Citation for 2010 Meribeth E. Cameron Faculty Award for Scholarship
In his 37th year on the faculty, Robert Shilkret, the Norma Cutts Dafoe Professor of Psychology, continues to be an indispensible presence in the intellectual and pedagogic life of Mount Holyoke College. While teaching, training, deaning, and practicing psychotherapy as a professional analyst, Bob has managed, somehow, to produce a truly major body of scholarship on a range of subjects.
Early in his career in 1972, Bob received a national prize from the American Psychological Association for his graduate research work on semantic complexity in the speech patterns of children. Six years later, a postdoctoral fellowship in the Department of Psychiatry at the Mount Zion Hospital provided a professional and intellectual turning point that ultimately shaped his career. Bob returned to South Hadley a believer in the theory and practice of Control Mastery Theory, a mode of talk therapy developed by Joseph Weiss and Harold Sampson which departs significantly from strict Freudian principles of analysis and the role of the unconscious. Bob’s scholarship builds on the insights of Control Mastery Theory and has become fundamental, indeed groundbreaking, in a wide range of areas.
For example, his paper on the role of unconscious guilt in assessing students’ plans for college, in the distinguished Journal of Counseling Psychology, drew on Bob’s experience in the Dean of Studies office. The analysis of students’ “bids for autonomy” applied control mastery theory to help students understand and negotiate the pressures and claims of family in light of their own transition to adulthood. More recently, Bob has applied control mastery theory to the study of attachment theory in a variety of situations, among them parenting styles among mothers and the institutionalization of children in Bulgaria and adult attachment styles on an Israeli kibbutz. Indeed, Bob has emerged as a major theorist and disseminator of Control Mastery Theory in his own right, explaining the importance and implications of CMT, attachment theory and ego psychology in standard sourcebooks in the field.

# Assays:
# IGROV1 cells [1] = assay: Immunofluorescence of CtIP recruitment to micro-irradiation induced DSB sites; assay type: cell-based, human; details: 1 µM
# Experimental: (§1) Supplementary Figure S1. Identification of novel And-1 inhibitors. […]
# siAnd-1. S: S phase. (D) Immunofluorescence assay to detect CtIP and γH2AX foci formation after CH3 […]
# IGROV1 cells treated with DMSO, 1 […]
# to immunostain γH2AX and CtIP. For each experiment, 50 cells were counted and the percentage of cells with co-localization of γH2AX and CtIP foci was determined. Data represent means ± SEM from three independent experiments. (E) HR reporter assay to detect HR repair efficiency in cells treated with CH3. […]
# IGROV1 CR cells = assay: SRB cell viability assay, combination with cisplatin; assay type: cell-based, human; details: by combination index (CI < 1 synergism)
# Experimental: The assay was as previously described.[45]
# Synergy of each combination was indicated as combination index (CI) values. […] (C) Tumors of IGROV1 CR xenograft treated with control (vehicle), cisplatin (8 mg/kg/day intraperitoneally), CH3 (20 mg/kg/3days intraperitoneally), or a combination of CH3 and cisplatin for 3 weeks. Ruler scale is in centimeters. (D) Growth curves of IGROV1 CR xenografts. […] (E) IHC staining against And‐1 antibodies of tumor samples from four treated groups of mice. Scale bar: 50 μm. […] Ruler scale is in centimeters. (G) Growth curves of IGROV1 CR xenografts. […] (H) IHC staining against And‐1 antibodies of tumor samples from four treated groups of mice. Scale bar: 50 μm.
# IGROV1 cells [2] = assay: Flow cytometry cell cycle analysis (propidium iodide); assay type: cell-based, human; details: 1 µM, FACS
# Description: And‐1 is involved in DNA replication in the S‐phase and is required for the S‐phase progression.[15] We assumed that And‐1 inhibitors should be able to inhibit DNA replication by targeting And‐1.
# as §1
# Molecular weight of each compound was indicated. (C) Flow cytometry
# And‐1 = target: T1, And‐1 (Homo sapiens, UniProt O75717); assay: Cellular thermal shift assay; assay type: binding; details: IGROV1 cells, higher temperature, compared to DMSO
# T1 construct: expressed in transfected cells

Bob’s intellectual interests have turned most recently to the history of mental health in the United States and its spatial representations--the architecture of asylums in the Nineteenth Century and how space signifies conceptions of treatment. We look forward to Bob’s marshalling of his profound knowledge of Freud and psychoanalysis and this recent historicizing of mental illness into yet another ground-breaking study.
The Cameron Prize is awarded with great pleasure to Bob Shilkret for his sustained and impressive record of scholarship on the theory and application of Control Mastery Theory; but Bob could easily have been recognized for his stellar achievement in the classroom over thirty years of teaching. He has directed 33 honors essays with six awarded Summa. Students flock to his classes. As a student in Concepts of Abnormality puts it: “Dr. Shilkret is a brilliant scholar in his field of psychology. It was one of the few times in my academic career that I felt I was receiving the richest form of learning.” Well into his fourth decade at Mount Holyoke, Bob Shilkret continues to inspire, teaching our students, at this crucial identity-shaping moment, how to learn, indeed how they might come to be a caring professional, an academic researcher in psychology, or just become a caring member of society. At a time when the justification and prospects of liberal arts colleges are under assault, can we imagine a stronger answer to that challenge than the career of Robert Shilkret? Please join me in applauding him.